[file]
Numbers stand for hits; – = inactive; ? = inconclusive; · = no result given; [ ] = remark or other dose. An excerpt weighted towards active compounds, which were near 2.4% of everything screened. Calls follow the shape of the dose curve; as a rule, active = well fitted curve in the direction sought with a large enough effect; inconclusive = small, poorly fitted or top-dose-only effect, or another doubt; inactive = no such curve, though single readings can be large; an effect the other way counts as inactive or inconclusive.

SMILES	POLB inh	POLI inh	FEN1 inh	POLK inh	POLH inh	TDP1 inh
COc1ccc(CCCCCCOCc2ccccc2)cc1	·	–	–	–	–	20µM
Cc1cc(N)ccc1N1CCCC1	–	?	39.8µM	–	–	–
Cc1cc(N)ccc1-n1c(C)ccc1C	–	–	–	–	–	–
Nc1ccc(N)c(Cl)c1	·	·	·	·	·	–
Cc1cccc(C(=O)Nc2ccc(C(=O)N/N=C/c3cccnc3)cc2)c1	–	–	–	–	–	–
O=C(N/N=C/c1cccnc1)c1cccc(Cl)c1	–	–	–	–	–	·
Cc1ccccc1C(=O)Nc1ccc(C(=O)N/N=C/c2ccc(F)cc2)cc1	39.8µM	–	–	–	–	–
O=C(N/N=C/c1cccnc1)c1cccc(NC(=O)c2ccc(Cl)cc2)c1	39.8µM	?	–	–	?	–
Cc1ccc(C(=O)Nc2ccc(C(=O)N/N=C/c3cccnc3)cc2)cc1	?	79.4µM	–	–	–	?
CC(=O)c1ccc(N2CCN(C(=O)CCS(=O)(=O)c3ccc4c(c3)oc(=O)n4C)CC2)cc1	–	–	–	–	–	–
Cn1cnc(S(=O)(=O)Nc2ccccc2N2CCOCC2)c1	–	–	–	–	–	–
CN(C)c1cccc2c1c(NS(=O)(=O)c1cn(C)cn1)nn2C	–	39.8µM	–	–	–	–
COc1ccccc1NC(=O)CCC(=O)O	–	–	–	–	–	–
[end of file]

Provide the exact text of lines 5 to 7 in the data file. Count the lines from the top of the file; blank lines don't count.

Cc1cc(N)ccc1-n1c(C)ccc1C	–	–	–	–	–	–
Nc1ccc(N)c(Cl)c1	·	·	·	·	·	–
Cc1cccc(C(=O)Nc2ccc(C(=O)N/N=C/c3cccnc3)cc2)c1	–	–	–	–	–	–